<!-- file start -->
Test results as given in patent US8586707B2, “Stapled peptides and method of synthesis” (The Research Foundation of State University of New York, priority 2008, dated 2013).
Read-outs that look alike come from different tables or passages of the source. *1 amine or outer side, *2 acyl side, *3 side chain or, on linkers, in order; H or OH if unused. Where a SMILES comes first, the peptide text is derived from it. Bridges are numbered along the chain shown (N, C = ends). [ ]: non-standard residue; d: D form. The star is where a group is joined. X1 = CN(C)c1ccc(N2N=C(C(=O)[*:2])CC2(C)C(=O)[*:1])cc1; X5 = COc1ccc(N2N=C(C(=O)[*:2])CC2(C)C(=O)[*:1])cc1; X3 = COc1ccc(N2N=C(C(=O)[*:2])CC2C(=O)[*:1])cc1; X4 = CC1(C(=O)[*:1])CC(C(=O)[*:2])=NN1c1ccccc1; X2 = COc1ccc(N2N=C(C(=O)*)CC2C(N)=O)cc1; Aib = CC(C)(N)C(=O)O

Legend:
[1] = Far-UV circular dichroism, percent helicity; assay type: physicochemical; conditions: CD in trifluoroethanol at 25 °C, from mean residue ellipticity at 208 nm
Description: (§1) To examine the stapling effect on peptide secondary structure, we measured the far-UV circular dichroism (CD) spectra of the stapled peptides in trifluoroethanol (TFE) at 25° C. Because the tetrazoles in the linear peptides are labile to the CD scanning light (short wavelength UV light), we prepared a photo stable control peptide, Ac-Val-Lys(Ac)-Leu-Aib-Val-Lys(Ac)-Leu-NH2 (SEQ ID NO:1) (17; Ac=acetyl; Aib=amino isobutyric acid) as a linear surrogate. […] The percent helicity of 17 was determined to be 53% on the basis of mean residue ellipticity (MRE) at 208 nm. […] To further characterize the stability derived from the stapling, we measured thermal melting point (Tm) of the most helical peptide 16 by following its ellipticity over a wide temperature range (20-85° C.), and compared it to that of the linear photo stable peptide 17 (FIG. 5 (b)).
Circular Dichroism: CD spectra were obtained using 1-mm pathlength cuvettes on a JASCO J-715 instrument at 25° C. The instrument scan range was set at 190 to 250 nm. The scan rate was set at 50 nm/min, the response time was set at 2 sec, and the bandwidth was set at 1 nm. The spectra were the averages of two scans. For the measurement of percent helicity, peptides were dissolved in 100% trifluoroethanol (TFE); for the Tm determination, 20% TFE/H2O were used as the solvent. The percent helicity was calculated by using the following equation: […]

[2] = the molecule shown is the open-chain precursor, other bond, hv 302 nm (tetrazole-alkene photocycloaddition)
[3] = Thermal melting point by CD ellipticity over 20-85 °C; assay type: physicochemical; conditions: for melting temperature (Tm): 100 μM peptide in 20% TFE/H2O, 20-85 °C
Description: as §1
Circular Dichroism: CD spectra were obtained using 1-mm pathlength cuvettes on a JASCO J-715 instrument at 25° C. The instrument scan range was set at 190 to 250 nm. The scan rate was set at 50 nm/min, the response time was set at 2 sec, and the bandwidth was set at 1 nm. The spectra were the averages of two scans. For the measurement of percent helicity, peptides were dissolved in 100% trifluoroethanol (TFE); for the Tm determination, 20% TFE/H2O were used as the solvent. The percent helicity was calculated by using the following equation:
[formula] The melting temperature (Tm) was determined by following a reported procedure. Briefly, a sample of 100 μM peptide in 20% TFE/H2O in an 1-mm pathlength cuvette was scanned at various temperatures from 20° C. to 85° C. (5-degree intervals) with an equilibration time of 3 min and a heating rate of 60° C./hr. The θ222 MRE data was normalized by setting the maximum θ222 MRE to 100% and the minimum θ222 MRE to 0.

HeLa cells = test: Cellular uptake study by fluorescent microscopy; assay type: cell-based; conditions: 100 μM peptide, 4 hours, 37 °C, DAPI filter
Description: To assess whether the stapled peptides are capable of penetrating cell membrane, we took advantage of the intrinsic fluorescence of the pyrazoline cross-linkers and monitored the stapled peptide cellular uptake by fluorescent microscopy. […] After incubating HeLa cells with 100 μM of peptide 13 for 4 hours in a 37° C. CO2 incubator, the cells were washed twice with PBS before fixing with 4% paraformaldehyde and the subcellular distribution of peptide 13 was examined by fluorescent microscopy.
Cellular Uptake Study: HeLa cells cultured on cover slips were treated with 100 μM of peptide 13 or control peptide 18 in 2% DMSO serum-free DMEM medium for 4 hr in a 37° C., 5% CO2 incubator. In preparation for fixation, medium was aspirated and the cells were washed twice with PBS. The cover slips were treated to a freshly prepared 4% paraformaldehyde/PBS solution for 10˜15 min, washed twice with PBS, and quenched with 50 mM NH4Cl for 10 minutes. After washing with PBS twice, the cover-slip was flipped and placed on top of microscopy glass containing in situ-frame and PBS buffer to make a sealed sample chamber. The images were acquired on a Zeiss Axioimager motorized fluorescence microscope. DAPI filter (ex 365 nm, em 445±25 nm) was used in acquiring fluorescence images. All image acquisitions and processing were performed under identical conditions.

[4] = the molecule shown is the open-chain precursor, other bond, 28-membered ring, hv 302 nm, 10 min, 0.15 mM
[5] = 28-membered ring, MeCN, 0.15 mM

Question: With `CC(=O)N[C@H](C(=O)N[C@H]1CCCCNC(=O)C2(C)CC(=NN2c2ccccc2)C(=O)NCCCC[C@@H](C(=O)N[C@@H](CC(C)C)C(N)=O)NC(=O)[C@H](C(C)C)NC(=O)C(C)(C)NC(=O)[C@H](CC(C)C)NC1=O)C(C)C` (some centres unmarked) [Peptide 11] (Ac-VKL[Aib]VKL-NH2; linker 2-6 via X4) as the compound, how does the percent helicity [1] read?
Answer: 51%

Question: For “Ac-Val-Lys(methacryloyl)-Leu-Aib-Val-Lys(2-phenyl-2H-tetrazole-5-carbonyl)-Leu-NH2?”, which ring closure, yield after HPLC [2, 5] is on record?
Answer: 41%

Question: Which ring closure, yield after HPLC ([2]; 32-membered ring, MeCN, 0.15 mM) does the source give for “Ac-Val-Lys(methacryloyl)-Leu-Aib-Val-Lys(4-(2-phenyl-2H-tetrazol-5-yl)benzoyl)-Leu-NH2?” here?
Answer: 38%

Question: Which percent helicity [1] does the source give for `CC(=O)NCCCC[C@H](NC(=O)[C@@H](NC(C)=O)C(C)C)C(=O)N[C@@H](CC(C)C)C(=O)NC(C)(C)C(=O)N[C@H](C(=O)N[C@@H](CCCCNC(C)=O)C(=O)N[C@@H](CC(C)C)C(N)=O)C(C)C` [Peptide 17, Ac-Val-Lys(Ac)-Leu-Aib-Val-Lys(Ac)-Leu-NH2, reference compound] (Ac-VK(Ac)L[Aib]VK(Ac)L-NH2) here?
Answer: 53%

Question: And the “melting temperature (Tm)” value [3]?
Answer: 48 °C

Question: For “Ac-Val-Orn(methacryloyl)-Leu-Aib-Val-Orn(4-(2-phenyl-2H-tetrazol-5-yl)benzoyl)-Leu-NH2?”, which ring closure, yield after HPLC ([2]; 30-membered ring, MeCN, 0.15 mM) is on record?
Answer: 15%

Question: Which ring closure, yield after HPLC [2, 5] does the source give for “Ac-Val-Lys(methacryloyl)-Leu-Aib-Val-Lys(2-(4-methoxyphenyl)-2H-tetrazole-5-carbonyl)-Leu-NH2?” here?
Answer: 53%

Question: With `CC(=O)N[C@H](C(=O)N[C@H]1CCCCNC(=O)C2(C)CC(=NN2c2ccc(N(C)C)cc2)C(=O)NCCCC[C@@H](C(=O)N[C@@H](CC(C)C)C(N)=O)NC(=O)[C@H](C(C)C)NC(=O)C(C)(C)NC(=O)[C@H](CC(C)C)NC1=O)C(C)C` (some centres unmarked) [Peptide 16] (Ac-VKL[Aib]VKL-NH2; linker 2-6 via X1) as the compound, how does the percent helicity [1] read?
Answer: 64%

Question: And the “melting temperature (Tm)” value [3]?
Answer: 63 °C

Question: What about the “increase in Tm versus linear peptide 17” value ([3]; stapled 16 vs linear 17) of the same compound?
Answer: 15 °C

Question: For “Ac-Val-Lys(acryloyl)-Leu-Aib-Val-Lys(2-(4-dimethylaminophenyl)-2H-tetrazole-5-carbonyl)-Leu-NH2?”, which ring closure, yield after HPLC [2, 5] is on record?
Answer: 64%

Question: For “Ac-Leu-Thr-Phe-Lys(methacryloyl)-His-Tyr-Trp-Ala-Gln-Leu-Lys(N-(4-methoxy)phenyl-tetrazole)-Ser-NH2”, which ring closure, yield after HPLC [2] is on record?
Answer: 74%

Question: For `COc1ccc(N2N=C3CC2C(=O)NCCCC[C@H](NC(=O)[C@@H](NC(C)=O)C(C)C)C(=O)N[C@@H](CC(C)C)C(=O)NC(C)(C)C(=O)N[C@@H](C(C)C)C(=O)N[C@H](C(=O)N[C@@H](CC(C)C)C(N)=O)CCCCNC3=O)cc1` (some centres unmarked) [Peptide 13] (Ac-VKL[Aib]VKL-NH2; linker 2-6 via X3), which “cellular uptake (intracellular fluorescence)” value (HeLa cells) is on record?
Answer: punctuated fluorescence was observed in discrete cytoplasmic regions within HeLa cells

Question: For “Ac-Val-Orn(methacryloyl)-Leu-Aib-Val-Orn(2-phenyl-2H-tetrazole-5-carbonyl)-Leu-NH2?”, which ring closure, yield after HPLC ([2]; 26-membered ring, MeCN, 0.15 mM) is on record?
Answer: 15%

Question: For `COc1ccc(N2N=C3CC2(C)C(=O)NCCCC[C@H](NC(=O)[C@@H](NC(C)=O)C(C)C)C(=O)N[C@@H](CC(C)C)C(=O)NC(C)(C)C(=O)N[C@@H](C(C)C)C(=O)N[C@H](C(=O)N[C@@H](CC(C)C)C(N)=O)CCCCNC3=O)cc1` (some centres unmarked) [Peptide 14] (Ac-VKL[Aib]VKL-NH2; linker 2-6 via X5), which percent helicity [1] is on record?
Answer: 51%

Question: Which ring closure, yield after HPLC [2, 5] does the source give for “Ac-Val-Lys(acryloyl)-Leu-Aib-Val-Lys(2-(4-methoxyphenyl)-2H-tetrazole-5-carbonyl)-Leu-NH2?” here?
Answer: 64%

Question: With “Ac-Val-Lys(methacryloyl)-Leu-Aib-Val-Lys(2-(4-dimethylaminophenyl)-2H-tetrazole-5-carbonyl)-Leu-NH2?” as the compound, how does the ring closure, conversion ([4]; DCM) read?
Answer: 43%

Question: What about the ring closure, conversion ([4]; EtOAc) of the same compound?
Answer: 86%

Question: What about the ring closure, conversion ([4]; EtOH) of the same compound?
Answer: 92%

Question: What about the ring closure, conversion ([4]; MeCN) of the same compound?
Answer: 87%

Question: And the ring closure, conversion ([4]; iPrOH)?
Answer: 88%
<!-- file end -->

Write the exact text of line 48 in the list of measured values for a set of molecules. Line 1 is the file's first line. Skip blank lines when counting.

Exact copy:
Answer: 64%